No power of attorney - but I have access to her money (she doesn’t have much) I am also sole beneficiary in her will which has been done professionally.

She owns her own house.

I applied and she now gets full rate attendance allowance - I also applied for a blue badge which she has now.

I’m not sure about her council tax? Will check that?

I think she had an episode last night as she was shouting in her room to someone shortly before the fall and was completely vacant in the eyes (staring wide eyed in fear at nothing).

Thanks again for good advice.

(TBH just talking is helping!)

If you haven’t already done so check out the Alzheimer’s website (it covers all forms of dementia not just Alzheimer’s) - they have a wealth of information, plus support from local branches (that’s for you, not her !).

Also check if you have Admiral Nurses available in your area - another very good source of support for you.

I got angry with her last night - then felt terrible!! Couldn’t sleep through guilt at getting angry - then she wakes up and doesn’t even remember her fall or my struggles and just asks how she got a fat lip!?!

Been there, done that and got a few t-shirts along the way :unamused: Just remind yourself that you are only human - you are not Superwoman, you’re entitled to get angry now and then; and ditch the guilt - replace the word “guilt” with the word “sad”; sad that this terrible disease is slowly robbing you of your Mum - you have nothing to feel guilty about you have, and are, doing your very best for your Mum and you should be proud of that.

To claim the exemption from the Council, just give them a ring and ask for a form. They then ask for details of the GP to confirm that the patient has dementia, then they should give you a REFUND right back to when the dementia first became apparent. I have heard of one person getting back £8,000!!

I would suggest that you keep a brief diary of anything out of the ordinary mum is doing.
Does mum have over £23,000 in savings (Yes/No)
How old are you?
Once you reach the age of 60 then the value of mum’s house would not be taken into consideration by Social Services if she needed residential care.
You might have a right to stay, as it’s your home, but I can’t promise.
Also find out about “NHS Continuing Healthcare” which would entitle mum to have free residential care, but it’s a postcode lottery.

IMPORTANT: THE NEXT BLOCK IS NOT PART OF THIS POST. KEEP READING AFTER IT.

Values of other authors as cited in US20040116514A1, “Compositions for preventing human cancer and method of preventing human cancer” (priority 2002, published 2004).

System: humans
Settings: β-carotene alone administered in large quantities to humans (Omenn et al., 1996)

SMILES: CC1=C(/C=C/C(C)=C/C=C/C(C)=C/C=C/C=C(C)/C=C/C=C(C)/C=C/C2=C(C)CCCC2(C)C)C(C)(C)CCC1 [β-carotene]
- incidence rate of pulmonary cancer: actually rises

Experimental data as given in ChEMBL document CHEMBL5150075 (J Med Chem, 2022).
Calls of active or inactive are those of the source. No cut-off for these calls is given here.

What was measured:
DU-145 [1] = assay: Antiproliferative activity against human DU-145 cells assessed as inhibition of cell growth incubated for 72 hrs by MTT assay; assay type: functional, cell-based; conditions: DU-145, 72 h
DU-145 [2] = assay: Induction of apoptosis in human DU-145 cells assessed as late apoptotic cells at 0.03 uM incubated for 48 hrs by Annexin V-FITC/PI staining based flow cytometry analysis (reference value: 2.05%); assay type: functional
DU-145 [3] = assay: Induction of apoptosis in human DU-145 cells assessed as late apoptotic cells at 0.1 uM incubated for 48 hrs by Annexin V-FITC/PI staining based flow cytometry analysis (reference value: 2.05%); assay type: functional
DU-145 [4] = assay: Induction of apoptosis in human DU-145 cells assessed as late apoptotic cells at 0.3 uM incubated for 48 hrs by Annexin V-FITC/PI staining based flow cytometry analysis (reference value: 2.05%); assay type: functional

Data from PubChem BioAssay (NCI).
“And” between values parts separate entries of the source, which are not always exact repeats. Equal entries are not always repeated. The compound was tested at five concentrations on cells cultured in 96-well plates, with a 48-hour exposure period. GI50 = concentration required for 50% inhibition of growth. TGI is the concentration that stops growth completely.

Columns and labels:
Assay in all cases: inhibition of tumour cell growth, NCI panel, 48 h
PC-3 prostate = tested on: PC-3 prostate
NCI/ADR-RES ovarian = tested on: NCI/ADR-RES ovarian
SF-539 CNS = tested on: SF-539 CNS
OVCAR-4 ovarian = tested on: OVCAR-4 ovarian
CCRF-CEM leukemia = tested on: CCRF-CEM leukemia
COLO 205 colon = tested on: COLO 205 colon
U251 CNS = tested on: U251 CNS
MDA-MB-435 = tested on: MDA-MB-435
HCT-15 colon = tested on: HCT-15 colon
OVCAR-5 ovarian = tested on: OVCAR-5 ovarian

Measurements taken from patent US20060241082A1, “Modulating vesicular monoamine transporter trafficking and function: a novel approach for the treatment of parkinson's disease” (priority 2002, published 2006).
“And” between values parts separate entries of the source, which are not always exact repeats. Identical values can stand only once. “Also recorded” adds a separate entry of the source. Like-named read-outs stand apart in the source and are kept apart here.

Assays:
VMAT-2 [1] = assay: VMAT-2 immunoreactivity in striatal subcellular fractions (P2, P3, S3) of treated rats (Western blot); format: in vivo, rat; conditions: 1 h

Start looking round the EMI (Elderly Mentally Infirm) care homes locally, work out where you would like mum to go when (not if) she needs residential care. Good homes have waiting lists. Look at the Care Quality Commission website for reviews.
From now on focus on what mum NEEDS, not what you WANT, which is obviously a fit and well mum.
Now for a difficult suggestion. Google “Signs of Dying”. I’m NOT saying mum is dying, but obviously she is ageing fast now, and the body is slowly but surely going downhill. You will find some really good articles that explain that people aren’t going downhill because they aren’t eating proper meals. They are not eating because the digestion can’t cope with a proper meal, and explain in more detail.
The information I found helped me when my mum was ill, and I’m sure it will help you too.

Wow - thanks! Feels good in a weird way to talk to people who know what my mum is going through - and me!

I have read a million websites - I think I get confused because in the beginning I expected a clear answer to my questions - it soon became very clear there is no clear answer to any questions because everyone is so different. Just when I thought I knew the answer - another website contradicted it or confused me again.

One may say 7 stages - another 4 stages - and so on? I think she is moderate - whatever that means, whatever stage that is?

I did actually ring the Admiral Nurses some time back - we have local services. Tbh - they were not very helpful and sort of steered me in a different direction for some reason (can’t even remember specifically why I rang them now). It put me off!

The night falls are the worst thing at the moment! Never knowing which night, what time, listening for every bump in the night, how much damage done this time, getting her off the floor, to the toilet, hospital job or can I get away with just putting her back to bed (pleeease), etc etc

Hospital visits are usually always about a week long!! So draining…